On the Death of Siegfried Lenz ? ?You have to justify your life?

Siegfried Lenz, one of the great writers of German post-war literature is dead. He died on 7 October 2014, surrounded by his family. He was 88 years old.... more more

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31/07/2007

Magazine Roundup

Magazine Roundup, which appears every Tuesday at 12 p.m., is originally published by Perlentaucher.

The New Yorker | London Review of Books | Prospect | The Nation | Tygodnik Powszechny | Nepszabadsag | Elet es Irodalom | Gazeta Wyborcza | Die Weltwoche | DU | Le Nouvel Observateur | New York Times

The New Yorker 06.08.2007 (USA)

Paul Goldberger asks how editorial offices will look in the 21st century, and puts his nose into these spaces in Renzo Piano's New York Times building and Bloomberg's central office. " If the Times newsroom is an unadventurous space hidden within an architecturally important building, Bloomberg is the opposite: a dazzling work environment tucked inside a refined but conventional skyscraper, designed by Cesar Pelli. Bloomberg, working with Studios Architecture and the design firm Pentagram, has produced a workspace that could not have existed ten years ago. No one, not even the chairman and the chief executive, has a private office. Instead, some four thousand employees sit in uniform rows at identical, white-topped desks bearing custom-built Bloomberg flat-panel computer terminals. Although the desk of the C.E.O., Lex Fenwick, is larger and is set slightly apart - 'I am not wholly pure,' he told me - he sits just a few feet from the young employees who handle customer inquiries and complaints."

London Review of Books 02.08.2007 (UK)

James Meek reviews a book by journalist Jeremy Scahill about the right-leaning mercenary army "Blackwater", founded in 1998 by the mega-rich Erik Prince, who thought the American military was for wimps. "The founder and owner of Blackwater, Erik Prince, the 38-year-old heir to a fortune made by his father (a Michigan entrepreneur who invented the illuminated car sun visor), is not, legally, a villain. It doesn't make him a villain that he is a privately educated, avowedly devout Roman Catholic, a former member of US Navy special forces and the father of six children. It doesn't make him a villain that he has declared: 'Our corporate goal is to do for the national security apparatus what FedEx did to the postal service.' It doesn't make him a villain that he is part of the right-wing Republican DeVos-Prince dynasty of Michigan, which has bankrolled radical Christian evangelical movements that campaign against homosexuality, abortion and stem-cell research."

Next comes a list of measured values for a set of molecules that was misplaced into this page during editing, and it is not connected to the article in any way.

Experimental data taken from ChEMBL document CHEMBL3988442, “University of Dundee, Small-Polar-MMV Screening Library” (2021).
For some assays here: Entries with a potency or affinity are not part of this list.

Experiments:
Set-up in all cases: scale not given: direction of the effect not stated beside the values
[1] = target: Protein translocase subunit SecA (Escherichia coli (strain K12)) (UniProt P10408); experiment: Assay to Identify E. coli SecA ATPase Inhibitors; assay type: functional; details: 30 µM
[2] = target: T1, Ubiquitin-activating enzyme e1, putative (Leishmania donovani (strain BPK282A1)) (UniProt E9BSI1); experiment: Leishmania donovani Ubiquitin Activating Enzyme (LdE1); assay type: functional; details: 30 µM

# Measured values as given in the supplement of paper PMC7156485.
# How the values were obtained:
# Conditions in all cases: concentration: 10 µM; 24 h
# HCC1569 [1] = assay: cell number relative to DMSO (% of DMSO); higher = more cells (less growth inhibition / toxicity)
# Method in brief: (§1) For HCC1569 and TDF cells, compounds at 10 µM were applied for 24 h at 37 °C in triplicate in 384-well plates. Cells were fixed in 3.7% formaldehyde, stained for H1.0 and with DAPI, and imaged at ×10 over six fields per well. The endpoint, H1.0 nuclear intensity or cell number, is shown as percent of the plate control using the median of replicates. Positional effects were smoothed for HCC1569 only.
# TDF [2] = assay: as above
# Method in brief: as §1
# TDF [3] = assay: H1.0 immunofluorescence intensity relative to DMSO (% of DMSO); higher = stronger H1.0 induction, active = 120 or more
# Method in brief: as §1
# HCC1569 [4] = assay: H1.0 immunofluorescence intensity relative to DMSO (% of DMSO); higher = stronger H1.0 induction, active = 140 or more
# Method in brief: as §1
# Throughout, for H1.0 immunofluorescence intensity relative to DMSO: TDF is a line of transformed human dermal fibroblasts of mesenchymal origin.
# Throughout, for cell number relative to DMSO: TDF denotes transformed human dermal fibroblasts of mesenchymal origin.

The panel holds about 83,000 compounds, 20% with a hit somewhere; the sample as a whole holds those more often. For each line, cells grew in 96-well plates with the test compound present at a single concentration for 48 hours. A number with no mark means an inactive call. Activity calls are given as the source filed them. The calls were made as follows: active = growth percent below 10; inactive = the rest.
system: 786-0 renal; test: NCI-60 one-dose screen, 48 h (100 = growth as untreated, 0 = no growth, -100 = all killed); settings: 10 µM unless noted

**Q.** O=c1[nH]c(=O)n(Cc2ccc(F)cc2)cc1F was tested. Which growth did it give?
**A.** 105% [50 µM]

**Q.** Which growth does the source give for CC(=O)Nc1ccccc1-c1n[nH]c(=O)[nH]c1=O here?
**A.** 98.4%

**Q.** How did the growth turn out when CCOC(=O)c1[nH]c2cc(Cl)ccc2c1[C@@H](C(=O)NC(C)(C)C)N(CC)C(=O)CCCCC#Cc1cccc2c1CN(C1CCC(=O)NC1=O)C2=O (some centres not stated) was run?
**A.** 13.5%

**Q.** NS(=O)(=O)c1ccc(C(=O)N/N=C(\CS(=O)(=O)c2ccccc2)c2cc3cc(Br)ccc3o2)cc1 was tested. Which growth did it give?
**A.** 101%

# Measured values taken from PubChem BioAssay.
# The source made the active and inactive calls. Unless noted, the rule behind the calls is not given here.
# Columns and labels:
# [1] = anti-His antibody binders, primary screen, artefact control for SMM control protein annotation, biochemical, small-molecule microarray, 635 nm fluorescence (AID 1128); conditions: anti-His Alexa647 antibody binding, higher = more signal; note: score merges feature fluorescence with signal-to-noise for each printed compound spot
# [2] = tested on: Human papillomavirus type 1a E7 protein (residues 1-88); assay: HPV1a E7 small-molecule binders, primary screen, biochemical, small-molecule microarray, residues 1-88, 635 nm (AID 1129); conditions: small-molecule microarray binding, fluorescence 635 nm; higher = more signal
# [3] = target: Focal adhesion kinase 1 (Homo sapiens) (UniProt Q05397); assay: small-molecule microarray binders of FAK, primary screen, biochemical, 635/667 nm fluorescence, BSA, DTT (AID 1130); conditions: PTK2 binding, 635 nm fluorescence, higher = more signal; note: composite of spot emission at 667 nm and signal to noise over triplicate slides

Prospect 01.08.2007 (UK)

The cover story deals with the demise of the CD and the concomitant rise of the live concert. "It is difficult to prove that the rising popularity and price of live music has been directly affected by the superfluity and cheapness of the recorded stuff. But it seems more than a coincidence that just as fans are spending less on the tunes they listen to at home, they will pay unprecedented sums to hear them in concert. Ticket prices, especially for A-list artists, have soared."

The Nation 13.08.2007 (USA)

The newspaper industry must be in a sorry state, writes Eric Alterman, if people are now pinning their hopes on Rupert Murdoch. The sale of Dow Jones, owner of the Wall Street Journal, to Murdoch, does not bode well, in his view. "The editors of The New Republic argue that the Murdoch takeover of Dow Jones comes at a 'pivotal moment for liberals - a time to dial back their relentless hostility to newspapers and start crusading for them.' It's a lot to ask of liberals to 'crusade' on behalf of an enterprise whose editorial pages routinely call them cowards, traitors and criminals. Liberals would like nothing better than to take up the cause of the media's crucial role in rooting out corruption and speaking truth to power. To do so, however, we need media that take those responsibilities seriously."


Tygodnik Powszechny 30.07.2007 (Poland)

One of the most international locations in Warsaw, if not in all Europe, is in danger of disappearing. The "Jarmark Europa," a vast, sprawling bazaar inside the Tenth Anniversary Stadium, is to be converted into a stadium for the European soccer championships in 2012. "For three more months, music from around the world will be played here and cricket on the field. Yes, cricket! The game made its way here from the British Empire via India and has become the unofficial business card of the traders: an intercultural sport, a show for all the emotions and contradictions," writes Weronika Milczewska. "The Jarmark stands for the birth of Poland as a country of immigrants."


Nepszabadsag 30.07.2007 (Hungary)

Philosopher Gaspar M. Tamas writes that neo-liberal transformation policies have destroyed the economies of Eastern and Central Europe and turned the region into a playingfield for West European companies. "Eastern European economies have been eviscerated, agriculture and large industry destroyed. Competition takes the form of a race to see which country can lure the most multinationals, the big land-owners of our time, with the lowest tax rates, the cheapest loans, the lowest wages and the longest working hours. The entire region is defenseless against liberalization and deregulation in the face of the better-financed competitors in the West. Now we're looking at a rubble heap: enclaves defined by long-term unemployment and utter desperation have formed in society." Instead of protesting, people are responding with a "pathological escape reaction," says Tamas. They are ruining their health, refusing to have children, taking out huge loans, working illegally or emigrating.


Elet es Irodalom 27.07.2007 (Hungary)